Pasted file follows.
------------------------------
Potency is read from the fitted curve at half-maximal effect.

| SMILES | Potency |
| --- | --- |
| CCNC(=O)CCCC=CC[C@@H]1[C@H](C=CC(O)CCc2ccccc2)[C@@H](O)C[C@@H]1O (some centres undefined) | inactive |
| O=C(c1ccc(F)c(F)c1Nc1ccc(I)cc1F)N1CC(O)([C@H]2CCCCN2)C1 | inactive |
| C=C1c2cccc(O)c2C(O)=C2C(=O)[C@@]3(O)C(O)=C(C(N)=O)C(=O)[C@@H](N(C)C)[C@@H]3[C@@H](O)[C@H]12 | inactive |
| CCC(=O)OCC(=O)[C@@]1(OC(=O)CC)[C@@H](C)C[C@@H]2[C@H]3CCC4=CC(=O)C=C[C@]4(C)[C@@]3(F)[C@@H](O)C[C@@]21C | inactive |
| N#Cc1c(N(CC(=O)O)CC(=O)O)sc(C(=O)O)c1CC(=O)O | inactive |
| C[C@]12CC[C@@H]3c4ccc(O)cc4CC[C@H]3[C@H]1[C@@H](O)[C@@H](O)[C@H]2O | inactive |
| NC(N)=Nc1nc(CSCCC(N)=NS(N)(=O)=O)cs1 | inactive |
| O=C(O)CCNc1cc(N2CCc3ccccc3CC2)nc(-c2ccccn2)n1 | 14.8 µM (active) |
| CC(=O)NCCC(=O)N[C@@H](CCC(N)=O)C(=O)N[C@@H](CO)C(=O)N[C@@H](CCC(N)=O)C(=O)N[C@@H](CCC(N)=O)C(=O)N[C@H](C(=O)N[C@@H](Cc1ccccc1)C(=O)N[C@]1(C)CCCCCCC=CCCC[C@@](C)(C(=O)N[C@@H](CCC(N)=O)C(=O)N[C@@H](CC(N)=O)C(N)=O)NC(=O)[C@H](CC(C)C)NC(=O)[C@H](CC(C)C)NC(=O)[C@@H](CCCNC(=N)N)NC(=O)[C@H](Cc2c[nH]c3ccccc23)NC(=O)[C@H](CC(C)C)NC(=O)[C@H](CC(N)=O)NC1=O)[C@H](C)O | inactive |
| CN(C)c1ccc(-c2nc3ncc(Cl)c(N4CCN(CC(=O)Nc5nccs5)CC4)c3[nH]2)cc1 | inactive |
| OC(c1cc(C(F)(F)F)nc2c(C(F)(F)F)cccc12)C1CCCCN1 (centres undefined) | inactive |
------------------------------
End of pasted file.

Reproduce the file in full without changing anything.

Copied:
Potency is read from the fitted curve at half-maximal effect.

| SMILES | Potency |
| --- | --- |
| CCNC(=O)CCCC=CC[C@@H]1[C@H](C=CC(O)CCc2ccccc2)[C@@H](O)C[C@@H]1O (some centres undefined) | inactive |
| O=C(c1ccc(F)c(F)c1Nc1ccc(I)cc1F)N1CC(O)([C@H]2CCCCN2)C1 | inactive |
| C=C1c2cccc(O)c2C(O)=C2C(=O)[C@@]3(O)C(O)=C(C(N)=O)C(=O)[C@@H](N(C)C)[C@@H]3[C@@H](O)[C@H]12 | inactive |
| CCC(=O)OCC(=O)[C@@]1(OC(=O)CC)[C@@H](C)C[C@@H]2[C@H]3CCC4=CC(=O)C=C[C@]4(C)[C@@]3(F)[C@@H](O)C[C@@]21C | inactive |
| N#Cc1c(N(CC(=O)O)CC(=O)O)sc(C(=O)O)c1CC(=O)O | inactive |
| C[C@]12CC[C@@H]3c4ccc(O)cc4CC[C@H]3[C@H]1[C@@H](O)[C@@H](O)[C@H]2O | inactive |
| NC(N)=Nc1nc(CSCCC(N)=NS(N)(=O)=O)cs1 | inactive |
| O=C(O)CCNc1cc(N2CCc3ccccc3CC2)nc(-c2ccccn2)n1 | 14.8 µM (active) |
| CC(=O)NCCC(=O)N[C@@H](CCC(N)=O)C(=O)N[C@@H](CO)C(=O)N[C@@H](CCC(N)=O)C(=O)N[C@@H](CCC(N)=O)C(=O)N[C@H](C(=O)N[C@@H](Cc1ccccc1)C(=O)N[C@]1(C)CCCCCCC=CCCC[C@@](C)(C(=O)N[C@@H](CCC(N)=O)C(=O)N[C@@H](CC(N)=O)C(N)=O)NC(=O)[C@H](CC(C)C)NC(=O)[C@H](CC(C)C)NC(=O)[C@@H](CCCNC(=N)N)NC(=O)[C@H](Cc2c[nH]c3ccccc23)NC(=O)[C@H](CC(C)C)NC(=O)[C@H](CC(N)=O)NC1=O)[C@H](C)O | inactive |
| CN(C)c1ccc(-c2nc3ncc(Cl)c(N4CCN(CC(=O)Nc5nccs5)CC4)c3[nH]2)cc1 | inactive |
| OC(c1cc(C(F)(F)F)nc2c(C(F)(F)F)cccc12)C1CCCCN1 (centres undefined) | inactive |